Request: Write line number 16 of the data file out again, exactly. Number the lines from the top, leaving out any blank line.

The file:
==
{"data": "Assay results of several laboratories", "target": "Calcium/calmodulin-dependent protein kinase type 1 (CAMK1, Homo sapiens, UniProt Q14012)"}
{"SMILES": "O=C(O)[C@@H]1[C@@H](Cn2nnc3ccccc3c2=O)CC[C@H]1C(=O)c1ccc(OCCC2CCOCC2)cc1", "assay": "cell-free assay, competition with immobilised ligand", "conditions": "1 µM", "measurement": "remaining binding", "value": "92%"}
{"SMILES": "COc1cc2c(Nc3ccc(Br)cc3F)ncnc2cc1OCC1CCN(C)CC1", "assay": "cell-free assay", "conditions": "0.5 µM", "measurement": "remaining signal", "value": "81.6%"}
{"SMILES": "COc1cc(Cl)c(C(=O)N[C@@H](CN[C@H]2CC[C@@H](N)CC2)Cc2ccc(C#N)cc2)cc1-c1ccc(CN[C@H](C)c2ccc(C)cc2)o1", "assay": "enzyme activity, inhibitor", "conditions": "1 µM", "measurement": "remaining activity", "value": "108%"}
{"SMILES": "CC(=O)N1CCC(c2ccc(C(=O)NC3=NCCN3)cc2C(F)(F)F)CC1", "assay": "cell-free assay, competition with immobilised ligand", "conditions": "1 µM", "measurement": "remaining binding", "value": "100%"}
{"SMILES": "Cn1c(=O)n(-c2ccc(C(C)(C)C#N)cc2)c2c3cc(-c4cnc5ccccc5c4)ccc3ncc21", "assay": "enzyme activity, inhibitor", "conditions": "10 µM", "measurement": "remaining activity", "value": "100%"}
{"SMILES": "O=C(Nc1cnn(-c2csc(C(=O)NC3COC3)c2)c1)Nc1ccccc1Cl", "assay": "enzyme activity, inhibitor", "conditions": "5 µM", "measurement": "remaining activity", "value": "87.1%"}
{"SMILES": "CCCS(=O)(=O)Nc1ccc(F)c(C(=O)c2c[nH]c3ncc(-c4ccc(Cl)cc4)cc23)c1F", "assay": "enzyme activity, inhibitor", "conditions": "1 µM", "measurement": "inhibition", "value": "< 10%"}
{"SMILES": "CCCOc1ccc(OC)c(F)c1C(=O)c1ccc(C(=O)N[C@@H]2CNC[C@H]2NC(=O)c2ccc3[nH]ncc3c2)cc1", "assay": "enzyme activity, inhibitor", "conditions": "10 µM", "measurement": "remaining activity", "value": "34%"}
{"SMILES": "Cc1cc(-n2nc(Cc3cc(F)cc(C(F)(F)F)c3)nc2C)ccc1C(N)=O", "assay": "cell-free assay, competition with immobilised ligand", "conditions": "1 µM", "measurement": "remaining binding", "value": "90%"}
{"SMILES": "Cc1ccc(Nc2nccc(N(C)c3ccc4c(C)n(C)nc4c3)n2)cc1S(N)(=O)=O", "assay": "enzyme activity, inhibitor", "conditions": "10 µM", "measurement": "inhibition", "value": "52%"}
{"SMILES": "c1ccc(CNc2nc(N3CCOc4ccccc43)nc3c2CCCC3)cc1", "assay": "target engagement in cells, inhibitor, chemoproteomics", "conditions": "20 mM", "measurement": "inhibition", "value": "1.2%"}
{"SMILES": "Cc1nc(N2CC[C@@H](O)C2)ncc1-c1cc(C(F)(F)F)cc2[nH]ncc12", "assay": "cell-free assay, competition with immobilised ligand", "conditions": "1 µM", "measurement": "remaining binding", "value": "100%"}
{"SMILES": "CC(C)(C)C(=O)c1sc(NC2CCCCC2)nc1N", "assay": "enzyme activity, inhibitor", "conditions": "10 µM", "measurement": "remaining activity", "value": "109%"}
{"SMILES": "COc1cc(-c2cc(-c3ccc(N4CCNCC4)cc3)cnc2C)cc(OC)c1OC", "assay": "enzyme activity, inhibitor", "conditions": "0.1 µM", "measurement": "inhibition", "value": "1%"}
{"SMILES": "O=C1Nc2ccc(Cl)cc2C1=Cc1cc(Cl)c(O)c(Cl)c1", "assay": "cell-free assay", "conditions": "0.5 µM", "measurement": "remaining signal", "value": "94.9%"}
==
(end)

{"SMILES": "O=C1Nc2ccc(Cl)cc2C1=Cc1cc(Cl)c(O)c(Cl)c1", "assay": "cell-free assay", "conditions": "0.5 µM", "measurement": "remaining signal", "value": "94.9%"}